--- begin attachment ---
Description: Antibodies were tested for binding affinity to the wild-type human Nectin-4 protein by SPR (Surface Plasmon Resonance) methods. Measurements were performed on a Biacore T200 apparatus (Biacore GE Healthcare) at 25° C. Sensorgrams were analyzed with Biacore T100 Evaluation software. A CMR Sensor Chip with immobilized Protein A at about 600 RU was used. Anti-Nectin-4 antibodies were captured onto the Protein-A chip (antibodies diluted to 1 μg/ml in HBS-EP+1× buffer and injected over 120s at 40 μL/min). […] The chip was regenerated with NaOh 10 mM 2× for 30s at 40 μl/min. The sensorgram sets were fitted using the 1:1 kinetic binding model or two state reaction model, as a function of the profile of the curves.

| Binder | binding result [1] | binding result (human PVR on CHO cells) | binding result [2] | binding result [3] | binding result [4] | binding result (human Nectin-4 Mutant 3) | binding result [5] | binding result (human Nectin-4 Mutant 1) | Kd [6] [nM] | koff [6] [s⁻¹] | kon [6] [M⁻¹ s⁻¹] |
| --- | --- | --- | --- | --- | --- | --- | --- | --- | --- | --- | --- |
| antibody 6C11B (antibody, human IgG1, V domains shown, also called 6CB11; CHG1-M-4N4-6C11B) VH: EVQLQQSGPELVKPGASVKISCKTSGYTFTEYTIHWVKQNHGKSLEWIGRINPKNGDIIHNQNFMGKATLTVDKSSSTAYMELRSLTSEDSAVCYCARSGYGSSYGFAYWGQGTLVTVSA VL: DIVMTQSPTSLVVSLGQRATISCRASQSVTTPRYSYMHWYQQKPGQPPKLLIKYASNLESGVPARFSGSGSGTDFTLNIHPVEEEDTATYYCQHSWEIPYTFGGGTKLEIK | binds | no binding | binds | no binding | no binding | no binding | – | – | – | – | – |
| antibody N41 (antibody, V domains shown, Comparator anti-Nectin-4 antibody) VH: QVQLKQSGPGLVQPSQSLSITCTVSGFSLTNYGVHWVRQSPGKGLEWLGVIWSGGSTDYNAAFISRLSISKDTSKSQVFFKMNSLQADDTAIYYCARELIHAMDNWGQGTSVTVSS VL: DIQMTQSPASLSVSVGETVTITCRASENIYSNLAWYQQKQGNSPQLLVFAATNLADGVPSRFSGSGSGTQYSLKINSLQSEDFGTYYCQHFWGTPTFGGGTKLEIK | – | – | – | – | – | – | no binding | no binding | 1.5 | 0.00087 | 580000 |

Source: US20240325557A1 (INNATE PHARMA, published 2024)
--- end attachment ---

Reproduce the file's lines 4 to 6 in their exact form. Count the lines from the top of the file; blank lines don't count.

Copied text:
| antibody 6C11B (antibody, human IgG1, V domains shown, also called 6CB11; CHG1-M-4N4-6C11B) VH: EVQLQQSGPELVKPGASVKISCKTSGYTFTEYTIHWVKQNHGKSLEWIGRINPKNGDIIHNQNFMGKATLTVDKSSSTAYMELRSLTSEDSAVCYCARSGYGSSYGFAYWGQGTLVTVSA VL: DIVMTQSPTSLVVSLGQRATISCRASQSVTTPRYSYMHWYQQKPGQPPKLLIKYASNLESGVPARFSGSGSGTDFTLNIHPVEEEDTATYYCQHSWEIPYTFGGGTKLEIK | binds | no binding | binds | no binding | no binding | no binding | – | – | – | – | – |
| antibody N41 (antibody, V domains shown, Comparator anti-Nectin-4 antibody) VH: QVQLKQSGPGLVQPSQSLSITCTVSGFSLTNYGVHWVRQSPGKGLEWLGVIWSGGSTDYNAAFISRLSISKDTSKSQVFFKMNSLQADDTAIYYCARELIHAMDNWGQGTSVTVSS VL: DIQMTQSPASLSVSVGETVTITCRASENIYSNLAWYQQKQGNSPQLLVFAATNLADGVPSRFSGSGSGTQYSLKINSLQSEDFGTYYCQHFWGTPTFGGGTKLEIK | – | – | – | – | – | – | no binding | no binding | 1.5 | 0.00087 | 580000 |

Source: US20240325557A1 (INNATE PHARMA, published 2024)